A few years ago a publisher made a big mistake. A book had been on the market for several years, so it was time for a makeover. The author rewrote the book to bring it up to date. But when the revision was published, there was a problem. The publisher gave the book a nice new cover but printed the old book inside.
The exterior was fresh and new, but the interior was old and out of date. This “reprint” was not really new at all.
Sometimes that kind of thing happens with people. They realize a change needs to be made in life. Things are heading in the wrong direction. So they may put on a new exterior without making a vital change in their heart. They may change a behavior on the outside but may not realize that it is only God who can change us on the inside.
In John 3, Nicodemus sensed that because Jesus came “from God” (v. 2). He offered something very different. What Jesus told Nicodemus made him realize that He offered nothing short of a rebirth (v. 4): He needed to be “born again,” to be made totally new (v. 7).
That change comes only through faith in Jesus Christ. That’s when “the old has gone, the new is here” (2 Cor. 5:17). Do you need a change? Put your faith in Jesus. He’s the one who changes your heart and makes all things new.
My friend Jaime works for a huge international corporation. In his early days with the company, a man came by his desk, struck up a conversation, and asked Jaime what he did there. After telling the man about his work, Jaime asked the man his name. “My name is Rich,” he replied.
“Nice to meet you,” Jaime answered. “And what do you do around here?”
“Oh, I am the owner.”
Jaime suddenly realized that this casual, humble conversation was his introduction to one of the richest men in the world.
In this day of self-glorification and the celebration of “me,” this little story can serve as a reminder of Paul’s important words in the book of Philippians: “Do nothing out of selfish ambition or vain conceit” (2:3). People who turn their attention to others and not on themselves have the characteristics Paul mentions.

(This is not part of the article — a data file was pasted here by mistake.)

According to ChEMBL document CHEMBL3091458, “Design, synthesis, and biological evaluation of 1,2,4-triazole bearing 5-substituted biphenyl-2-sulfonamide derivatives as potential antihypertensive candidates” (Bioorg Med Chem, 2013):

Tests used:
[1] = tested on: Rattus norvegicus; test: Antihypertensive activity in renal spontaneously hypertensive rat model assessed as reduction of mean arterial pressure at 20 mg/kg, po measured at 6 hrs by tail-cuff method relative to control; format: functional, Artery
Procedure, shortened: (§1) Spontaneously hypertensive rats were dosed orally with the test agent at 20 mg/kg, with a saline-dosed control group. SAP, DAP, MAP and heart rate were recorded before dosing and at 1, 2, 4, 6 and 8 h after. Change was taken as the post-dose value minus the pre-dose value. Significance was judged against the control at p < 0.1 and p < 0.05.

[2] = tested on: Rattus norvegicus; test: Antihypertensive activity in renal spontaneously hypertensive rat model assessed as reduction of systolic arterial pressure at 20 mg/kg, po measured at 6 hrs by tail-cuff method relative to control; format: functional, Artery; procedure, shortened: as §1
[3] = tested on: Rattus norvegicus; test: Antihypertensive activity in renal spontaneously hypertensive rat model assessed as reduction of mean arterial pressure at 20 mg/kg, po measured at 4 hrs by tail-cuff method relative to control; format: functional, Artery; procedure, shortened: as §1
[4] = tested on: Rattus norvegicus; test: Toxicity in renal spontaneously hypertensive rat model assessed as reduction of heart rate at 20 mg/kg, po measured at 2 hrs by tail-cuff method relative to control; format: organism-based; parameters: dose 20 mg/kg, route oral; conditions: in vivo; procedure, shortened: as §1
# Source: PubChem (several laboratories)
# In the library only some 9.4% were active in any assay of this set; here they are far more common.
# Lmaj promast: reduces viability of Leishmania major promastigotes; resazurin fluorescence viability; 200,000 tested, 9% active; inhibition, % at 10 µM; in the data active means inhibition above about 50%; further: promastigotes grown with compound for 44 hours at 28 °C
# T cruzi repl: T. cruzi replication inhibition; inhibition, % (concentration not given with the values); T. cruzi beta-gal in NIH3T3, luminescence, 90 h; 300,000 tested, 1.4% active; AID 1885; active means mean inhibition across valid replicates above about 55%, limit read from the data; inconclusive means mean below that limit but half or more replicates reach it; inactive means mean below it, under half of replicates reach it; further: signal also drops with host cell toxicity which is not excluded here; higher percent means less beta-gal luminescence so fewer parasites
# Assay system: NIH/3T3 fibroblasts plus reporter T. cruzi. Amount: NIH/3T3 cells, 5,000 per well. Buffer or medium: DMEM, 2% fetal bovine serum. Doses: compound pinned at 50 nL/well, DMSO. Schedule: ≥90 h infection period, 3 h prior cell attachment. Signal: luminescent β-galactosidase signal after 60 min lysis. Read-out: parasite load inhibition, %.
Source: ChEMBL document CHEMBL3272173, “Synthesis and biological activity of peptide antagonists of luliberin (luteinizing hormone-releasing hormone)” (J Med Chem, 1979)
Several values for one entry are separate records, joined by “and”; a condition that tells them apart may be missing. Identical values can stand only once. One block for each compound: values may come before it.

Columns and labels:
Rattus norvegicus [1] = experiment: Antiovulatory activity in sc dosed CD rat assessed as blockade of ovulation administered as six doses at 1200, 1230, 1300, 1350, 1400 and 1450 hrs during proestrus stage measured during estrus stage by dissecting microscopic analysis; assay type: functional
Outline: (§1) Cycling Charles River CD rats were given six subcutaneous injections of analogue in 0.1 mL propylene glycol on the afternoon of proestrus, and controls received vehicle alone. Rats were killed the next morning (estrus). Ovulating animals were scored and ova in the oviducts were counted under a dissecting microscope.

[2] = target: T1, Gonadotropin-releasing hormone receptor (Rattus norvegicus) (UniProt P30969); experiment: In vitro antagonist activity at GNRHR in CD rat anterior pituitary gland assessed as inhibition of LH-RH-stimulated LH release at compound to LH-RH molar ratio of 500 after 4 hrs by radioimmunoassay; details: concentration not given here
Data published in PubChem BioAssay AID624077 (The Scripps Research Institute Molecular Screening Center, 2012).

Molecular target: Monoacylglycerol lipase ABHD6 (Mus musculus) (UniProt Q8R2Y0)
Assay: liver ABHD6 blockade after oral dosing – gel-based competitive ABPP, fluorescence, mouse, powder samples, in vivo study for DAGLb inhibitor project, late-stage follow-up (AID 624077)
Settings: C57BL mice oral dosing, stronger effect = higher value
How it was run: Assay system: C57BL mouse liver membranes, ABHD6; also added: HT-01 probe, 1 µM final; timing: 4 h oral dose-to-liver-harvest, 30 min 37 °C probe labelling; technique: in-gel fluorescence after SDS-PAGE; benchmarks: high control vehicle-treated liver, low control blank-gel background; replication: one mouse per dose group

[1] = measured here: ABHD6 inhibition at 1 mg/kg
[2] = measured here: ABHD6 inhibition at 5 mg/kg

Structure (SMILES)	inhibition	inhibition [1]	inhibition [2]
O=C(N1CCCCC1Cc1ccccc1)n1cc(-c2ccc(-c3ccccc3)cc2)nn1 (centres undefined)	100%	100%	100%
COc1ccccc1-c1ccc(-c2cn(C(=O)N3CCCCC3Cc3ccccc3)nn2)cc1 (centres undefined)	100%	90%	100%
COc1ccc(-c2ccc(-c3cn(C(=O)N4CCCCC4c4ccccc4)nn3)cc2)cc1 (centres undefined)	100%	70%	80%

When we “value others above [ourselves],” we demonstrate Christlike humility (v. 3). We mirror Jesus, who came not “to be served, but to serve” (Mark 10:45). When we take “the very nature of a servant” (Phil. 2:7), we have the mindset of Jesus (v. 5).
As we interact with others today, let’s not look on our own interests alone but also “to the interests of the others” (v. 4).
As a group of teenagers visited a home for the elderly in Montego Bay, Jamaica, one young woman noticed a lonely looking man at the end of the room. He appeared to have little left in this world but a bed to sleep on—a bed from which he could not move because of his disability.
The teen began right away to share the story of God’s love for us and read some Bible passages to him. “As I shared with him,” she would say later, “I started to feel his eagerness to hear more.” Responding to his interest, she explained the wonder of Jesus’s sacrificial death for us. “It was hard for this man, who had no hope and no family,” she recalled, “to understand that Someone he’s never met would love him enough to die on the cross for his sins.”
She told him more about Jesus—and then about the promise of heaven (including a new body) for all who believe. He asked her, “Will you dance with me up there?” She saw him begin to imagine himself free of his worn-out body and crippling limitations.
When he said he wanted to trust Jesus as his Savior, she helped him pray a prayer of forgiveness and faith. When she asked him if she could get a picture with him, he replied, “If you help me sit up. I’m a new man.”
Praise God for the life-changing, hope-giving, available-to-all gospel of Jesus Christ! It offers new life for all who trust Him (Col. 1:5, 23).
“I’m really scared.” This was the poignant note a teenager posted to friends on Facebook as she told them of some upcoming medical tests. She was facing hospitalization and a series of procedures in a city three hours from home and anxiously waited as doctors tried to discover the source of some serious medical problems she was experiencing.
Who of us, in youth or later years, has not felt similar fears when facing unwanted life events that are truly frightening? And where can we turn for help? What comfort can we find from Scripture to give us courage in these kinds of situations?
The reality that God will go with us through our trial can help us to hope. Isaiah 41:13 tells us, “For I am the
In addition, God offers indescribable, heart-guarding peace when we present our difficulties to Him in prayer (Phil. 4:6–7).
Through God’s unfailing presence and His peace that “transcends all understanding” (v. 7), we can find the hope and help we need to endure situations in which we are really scared.
It was time for our church to commission a new group of leaders. To symbolize their roles as servant-leaders, the church elders participated in a memorable foot-washing ceremony. Each of the leaders—including the pastor—washed each other’s feet as the congregation observed them.
What they did that day was modeled for us by Jesus Christ, as recorded in John 13. In that incident, which happened at what is called the Last Supper, Jesus “got up from the meal, . . . poured water into a basin and began to wash his disciples’ feet” (John 13:4–5). Later, as Jesus was explaining to His disciples why he had done this, He said, “No servant is greater than his master, nor is a messenger greater than the one who sent him” (v. 16). He also said, “I am among you as one who serves” (Luke 22:27).